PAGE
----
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A Midsummer Night’s Dream And Hamlet: the Employment Of Illusions To Magnify Emotion

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The works of William Shakespeare evince great fascination and entertainment for the overarching themes orchestrated by the plot and characters. The theme of illusion versus reality is employed in many Shakespearean plays, allowing for the saturation of dramatic irony. In this way, the audience becomes increasingly aware of the feelings, motives, and behaviours of each character and their situation as the plot advances. This enhances the play as it can evoke humour, suspense, or empathy. Throughout Shakespeare’s A Midsummer Night’s Dream and Hamlet, the characters exemplify the theme of how individuals convey or implement deceptive appearances to fulfill their goals, ultimately eliciting empathy and magnifying the emotions of the audience.

Firstly, different characters in A Midsummer Night’s Dream conceal reality by using magic to achieve their goals. For example, Oberon, King of the Fairies, is a quarrelsome and selfish character who conspires to steal an Indian boy page from his wife, fairy Queen Titania. To do this, Oberon commands Puck, his mischievous fairy servant, to find a magic pansy and inflict Titania with infatuation for a beast. Oberon proclaims:

Having once this juice,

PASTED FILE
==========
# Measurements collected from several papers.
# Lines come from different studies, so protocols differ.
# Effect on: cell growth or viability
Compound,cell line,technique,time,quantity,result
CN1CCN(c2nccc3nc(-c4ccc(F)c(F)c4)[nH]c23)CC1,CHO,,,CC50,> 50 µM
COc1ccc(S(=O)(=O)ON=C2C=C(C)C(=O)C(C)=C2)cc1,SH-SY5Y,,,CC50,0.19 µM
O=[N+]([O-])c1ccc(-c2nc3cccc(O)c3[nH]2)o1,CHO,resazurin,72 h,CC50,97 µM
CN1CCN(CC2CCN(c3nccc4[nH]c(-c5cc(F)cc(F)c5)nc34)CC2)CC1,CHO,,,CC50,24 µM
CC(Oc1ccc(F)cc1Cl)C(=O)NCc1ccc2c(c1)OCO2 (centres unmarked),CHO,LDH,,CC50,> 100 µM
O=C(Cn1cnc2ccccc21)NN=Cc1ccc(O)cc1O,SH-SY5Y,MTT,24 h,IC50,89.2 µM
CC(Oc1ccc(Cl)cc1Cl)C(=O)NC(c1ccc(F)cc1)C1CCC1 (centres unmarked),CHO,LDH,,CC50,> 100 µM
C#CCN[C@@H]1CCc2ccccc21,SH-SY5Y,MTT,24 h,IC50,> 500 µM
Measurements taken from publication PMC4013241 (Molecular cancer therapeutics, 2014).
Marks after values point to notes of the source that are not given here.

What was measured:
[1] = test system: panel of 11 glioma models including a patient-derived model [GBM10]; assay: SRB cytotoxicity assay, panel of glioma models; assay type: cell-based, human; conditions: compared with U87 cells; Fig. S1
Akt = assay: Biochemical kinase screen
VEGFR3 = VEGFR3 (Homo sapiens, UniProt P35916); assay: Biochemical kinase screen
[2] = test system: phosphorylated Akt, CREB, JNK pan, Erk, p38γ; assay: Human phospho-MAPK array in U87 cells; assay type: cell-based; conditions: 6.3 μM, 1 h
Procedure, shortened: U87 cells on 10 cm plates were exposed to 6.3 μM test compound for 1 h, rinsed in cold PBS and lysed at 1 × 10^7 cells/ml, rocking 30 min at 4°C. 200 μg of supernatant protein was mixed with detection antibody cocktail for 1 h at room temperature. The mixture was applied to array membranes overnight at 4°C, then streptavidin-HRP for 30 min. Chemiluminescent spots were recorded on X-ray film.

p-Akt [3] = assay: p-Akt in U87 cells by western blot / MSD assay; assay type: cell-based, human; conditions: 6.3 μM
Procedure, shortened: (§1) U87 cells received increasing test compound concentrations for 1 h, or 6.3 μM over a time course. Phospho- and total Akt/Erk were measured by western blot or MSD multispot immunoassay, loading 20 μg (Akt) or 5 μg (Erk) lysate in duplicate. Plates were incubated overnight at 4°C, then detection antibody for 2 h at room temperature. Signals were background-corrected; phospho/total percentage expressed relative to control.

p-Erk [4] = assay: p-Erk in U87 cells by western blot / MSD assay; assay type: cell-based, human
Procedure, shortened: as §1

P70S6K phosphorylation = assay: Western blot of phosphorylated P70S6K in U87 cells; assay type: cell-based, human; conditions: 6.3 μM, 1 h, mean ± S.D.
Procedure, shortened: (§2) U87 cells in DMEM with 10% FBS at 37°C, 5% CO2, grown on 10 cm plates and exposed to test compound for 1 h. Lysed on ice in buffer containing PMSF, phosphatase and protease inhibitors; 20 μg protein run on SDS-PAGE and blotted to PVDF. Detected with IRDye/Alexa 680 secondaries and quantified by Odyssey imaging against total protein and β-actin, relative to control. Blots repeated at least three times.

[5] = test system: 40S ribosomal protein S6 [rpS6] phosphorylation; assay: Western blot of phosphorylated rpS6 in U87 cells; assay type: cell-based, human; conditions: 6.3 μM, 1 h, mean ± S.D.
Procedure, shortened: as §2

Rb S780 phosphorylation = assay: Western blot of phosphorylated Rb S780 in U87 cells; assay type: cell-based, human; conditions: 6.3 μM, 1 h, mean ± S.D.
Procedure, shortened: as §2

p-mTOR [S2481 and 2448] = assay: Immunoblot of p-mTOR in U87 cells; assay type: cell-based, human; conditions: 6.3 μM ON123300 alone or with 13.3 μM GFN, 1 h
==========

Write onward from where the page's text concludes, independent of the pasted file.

I’ll watch Titania when she is asleep,

And drop the liquor of it in her eyes:

The next things then she waking looks upon-

Be it on lion, bear, or wolf, or bull,

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On meddling monkey, or on busy ape-

She shall pursue it with the soul of love.

And ere I take this charm from off her sight-

As I can take it with another herb-

I’ll make her render up her page to me (Shakespeare, A Midsummer Night’s Dream, II.i.176-185).

Oberon’s plans to distort Titania’s emotions demonstrates the theme of illusion versus reality as fictitious dispositions are used for personal gain. His scheme allows the audience to experience a sense of empathy for Titania and a growing anticipation as they await Oberon’s impending torment. Additionally, Puck, a knavish trickster, decides that he will transform Nick Bottom, an Athenian craftsman, into the beast that will enchant Titania. Puck declares to Oberon, “An ass’s nole I fixed on his head/ … Titania waked, and straightway loved an ass” (III.ii.16, 34). Since Bottom is a clownish character and behaves with absurdity, the disfiguring of his appearance provides humour and amusement for the audience as it reflects his bizarre nature.